Everyday Encounter with God

Pastor Sylvia's Encounters with God in the Midst of Everyday Life


Like a Perfect Cup of Coffee

Each January husband and I commit to three weeks of radical dietary changes. The list of restrictions includes coffee and dairy. Only thirteen days into our tortuous plan I announced with great drama, “Life without lattes is barely worth living. I must have coffee with milk and flavoring!”

The world-wide addiction to coffee is staggering. The United States spent $18 billion last year on what is in essence just heated bean water. Entire empires are built on the back of the humble Arabica bean.

No longer is a 25-cent “Cuppa Joe” adequate. People are now defined by the coffee they drink: Black bean/white bean, non-fat/2%/whole/chocolate milk or soy/almond, extra-hot/iced, whip/no whip, flavoring, latte/Americano/Macchiato/Breve/Frappe, and more. Good baristas not only know all the terms, they remember what regular patrons prefer. By the time I roll up to the neighborhood kiosk, mine is usually waiting.

Home brewers have also elevated their game. Grandmother percolated her coffee-- which was somehow enhanced by adding an eggshell to the grounds. Grandfather preferred instant crystals, for which he always responded, “Sanka very much.” Now people are adding (very expensive) Keurigs to their kitchens.

Coffee is a cultural event. Caffeine propels us from our pillows to the workforce. For some it is a relaxing ritual at the end of a good meal. Leaders of the most powerful nations in the world drink it. So do astronauts, migrant workers, heart surgeons, and the homeless who sleep on our streets. To invite someone over for a “cup of coffee” is often the initiation of a friendship.

If coffee drinks could be equated to people, no two cups are ever exactly alike. From the DNA of the bean to the purity of the water and post-brew additives, each one is unique. It is impossible to make the absolutely-same cup a second time. And yet, when true aficionados order at a coffee bar, their preferences represent more than just a hot beverage of choice; they both entertain and define.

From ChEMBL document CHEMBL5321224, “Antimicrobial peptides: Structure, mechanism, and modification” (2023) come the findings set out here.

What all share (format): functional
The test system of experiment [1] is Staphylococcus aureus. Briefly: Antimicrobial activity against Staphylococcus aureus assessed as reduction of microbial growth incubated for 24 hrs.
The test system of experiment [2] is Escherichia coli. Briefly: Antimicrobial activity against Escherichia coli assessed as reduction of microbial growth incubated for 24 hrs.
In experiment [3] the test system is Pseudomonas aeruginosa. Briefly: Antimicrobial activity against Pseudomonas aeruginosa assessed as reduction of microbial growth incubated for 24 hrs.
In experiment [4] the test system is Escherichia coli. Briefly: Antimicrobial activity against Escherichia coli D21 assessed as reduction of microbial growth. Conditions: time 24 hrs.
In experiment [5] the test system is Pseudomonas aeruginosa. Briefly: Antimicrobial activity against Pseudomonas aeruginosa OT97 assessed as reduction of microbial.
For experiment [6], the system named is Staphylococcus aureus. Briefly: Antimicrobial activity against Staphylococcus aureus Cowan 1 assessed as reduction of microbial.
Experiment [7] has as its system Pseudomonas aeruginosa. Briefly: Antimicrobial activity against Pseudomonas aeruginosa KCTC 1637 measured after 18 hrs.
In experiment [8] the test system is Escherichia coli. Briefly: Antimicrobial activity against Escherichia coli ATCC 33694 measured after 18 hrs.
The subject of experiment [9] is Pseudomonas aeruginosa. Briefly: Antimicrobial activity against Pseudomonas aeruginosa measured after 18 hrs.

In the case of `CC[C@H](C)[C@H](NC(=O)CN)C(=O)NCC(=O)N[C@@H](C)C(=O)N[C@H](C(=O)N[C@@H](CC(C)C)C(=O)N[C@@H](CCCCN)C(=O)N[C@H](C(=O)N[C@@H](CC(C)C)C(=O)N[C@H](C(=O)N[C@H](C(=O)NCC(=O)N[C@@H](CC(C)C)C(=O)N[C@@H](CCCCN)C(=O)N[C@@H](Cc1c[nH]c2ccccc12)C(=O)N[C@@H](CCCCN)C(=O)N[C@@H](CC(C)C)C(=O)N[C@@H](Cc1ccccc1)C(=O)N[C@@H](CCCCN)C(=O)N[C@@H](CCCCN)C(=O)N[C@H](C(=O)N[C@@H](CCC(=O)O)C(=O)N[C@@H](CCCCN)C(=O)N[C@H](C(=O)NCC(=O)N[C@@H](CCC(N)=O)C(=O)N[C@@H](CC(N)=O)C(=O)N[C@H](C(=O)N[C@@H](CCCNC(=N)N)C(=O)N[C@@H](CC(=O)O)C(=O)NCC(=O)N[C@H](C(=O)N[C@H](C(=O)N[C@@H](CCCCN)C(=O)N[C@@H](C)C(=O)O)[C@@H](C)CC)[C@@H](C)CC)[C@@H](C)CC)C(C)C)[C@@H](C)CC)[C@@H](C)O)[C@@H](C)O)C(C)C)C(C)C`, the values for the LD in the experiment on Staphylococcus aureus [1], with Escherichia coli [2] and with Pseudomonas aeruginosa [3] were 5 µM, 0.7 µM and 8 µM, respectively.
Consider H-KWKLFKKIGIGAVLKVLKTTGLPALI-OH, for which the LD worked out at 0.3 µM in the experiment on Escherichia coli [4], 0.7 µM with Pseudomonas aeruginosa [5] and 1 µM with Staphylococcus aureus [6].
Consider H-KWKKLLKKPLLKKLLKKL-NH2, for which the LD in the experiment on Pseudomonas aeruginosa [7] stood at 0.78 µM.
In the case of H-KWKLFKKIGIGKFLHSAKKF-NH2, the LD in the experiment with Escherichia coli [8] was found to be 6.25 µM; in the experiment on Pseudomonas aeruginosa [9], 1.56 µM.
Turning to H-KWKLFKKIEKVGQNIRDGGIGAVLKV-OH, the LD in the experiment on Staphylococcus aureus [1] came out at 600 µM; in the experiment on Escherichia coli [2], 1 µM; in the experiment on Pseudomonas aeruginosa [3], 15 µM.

I’ve watched my barista, Sammy for years and there’s one universal problem, a fatal flaw about which Paul wrote over and over. Perfection is impossible.  

The temperature of the brewing water might be a degree too low, or sustained for a minute too long. Not every bean was picked the moment it had ripened into excellence. The flavoring exceeded its optimal shelf life. The milk wasn’t donated by a free-range cow.

Believe me, there’s no worse delay than being in line behind a coffee perfectionist who can taste the date hazelnut flavoring was bottled and won’t leave until the barista re-makes their beverage with a newer one.  

Life is a lot like a cup of coffee. It depends on many variables over which we have no control. Instead of using them to mold our character, most of us hold tightly to our rigid expectations and complain bitterly when no one listens.   

We focus on how well we are served rather than on those Jesus calls us to serve. 

Paul wrote to the church in Rome: “For the Kingdom of God is not a matter of what we eat or drink, but of living a life of goodness and peace and joy in the Holy Spirit.” (Romans 14:17)

Later, Paul knew when the end of his life was approaching. He had given himself as a “drink offering” for the gospel’s sake. “For me, my life has already been poured out as an offering to God. The time of my death is near.” (2 Timothy 4:6-7)

I’ve no doubt that Paul would’ve enjoyed an imperfect cup of coffee… after others had been served the best.